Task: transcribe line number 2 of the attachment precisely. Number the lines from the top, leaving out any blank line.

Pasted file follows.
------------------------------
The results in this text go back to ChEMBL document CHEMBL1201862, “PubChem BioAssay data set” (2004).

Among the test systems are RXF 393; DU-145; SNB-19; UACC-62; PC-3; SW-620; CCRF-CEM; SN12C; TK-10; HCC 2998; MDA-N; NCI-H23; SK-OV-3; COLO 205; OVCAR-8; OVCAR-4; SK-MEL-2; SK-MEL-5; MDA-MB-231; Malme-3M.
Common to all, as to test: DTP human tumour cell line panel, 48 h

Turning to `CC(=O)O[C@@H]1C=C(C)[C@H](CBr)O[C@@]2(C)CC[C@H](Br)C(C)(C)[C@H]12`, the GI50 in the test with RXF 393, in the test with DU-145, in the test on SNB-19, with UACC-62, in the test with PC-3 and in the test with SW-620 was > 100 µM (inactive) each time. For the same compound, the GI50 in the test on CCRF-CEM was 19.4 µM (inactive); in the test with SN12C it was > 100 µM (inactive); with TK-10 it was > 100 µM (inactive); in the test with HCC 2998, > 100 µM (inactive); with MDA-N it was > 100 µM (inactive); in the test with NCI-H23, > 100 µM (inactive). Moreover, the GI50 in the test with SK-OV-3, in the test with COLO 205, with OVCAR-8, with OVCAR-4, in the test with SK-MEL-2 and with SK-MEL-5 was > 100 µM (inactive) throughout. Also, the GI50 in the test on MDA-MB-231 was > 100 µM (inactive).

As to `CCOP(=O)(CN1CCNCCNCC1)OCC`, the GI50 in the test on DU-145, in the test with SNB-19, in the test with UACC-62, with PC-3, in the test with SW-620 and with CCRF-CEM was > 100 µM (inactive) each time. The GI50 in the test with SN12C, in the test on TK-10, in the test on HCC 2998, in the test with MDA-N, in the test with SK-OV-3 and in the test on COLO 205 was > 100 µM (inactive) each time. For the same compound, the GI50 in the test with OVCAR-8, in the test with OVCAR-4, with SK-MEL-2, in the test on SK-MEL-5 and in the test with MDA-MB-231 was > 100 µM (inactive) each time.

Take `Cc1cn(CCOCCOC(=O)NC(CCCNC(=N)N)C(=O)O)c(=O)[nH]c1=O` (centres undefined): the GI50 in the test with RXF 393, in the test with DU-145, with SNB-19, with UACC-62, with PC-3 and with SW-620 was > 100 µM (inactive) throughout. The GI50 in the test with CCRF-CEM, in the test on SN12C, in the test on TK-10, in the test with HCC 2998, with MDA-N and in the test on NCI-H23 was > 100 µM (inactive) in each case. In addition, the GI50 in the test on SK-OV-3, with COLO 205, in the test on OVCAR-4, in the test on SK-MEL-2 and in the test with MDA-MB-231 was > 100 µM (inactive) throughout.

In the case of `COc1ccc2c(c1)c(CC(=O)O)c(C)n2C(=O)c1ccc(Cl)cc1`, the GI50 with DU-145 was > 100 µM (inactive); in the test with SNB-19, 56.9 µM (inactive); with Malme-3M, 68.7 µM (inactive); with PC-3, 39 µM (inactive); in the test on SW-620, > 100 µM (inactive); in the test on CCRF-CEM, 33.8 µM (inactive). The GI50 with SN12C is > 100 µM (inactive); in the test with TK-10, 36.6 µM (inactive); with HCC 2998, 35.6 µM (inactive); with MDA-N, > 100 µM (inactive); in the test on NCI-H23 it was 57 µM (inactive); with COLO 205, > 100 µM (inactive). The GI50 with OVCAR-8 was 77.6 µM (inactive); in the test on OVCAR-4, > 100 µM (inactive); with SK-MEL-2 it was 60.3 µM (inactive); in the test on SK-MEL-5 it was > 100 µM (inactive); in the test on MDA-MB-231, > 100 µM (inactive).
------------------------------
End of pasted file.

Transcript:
Among the test systems are RXF 393; DU-145; SNB-19; UACC-62; PC-3; SW-620; CCRF-CEM; SN12C; TK-10; HCC 2998; MDA-N; NCI-H23; SK-OV-3; COLO 205; OVCAR-8; OVCAR-4; SK-MEL-2; SK-MEL-5; MDA-MB-231; Malme-3M.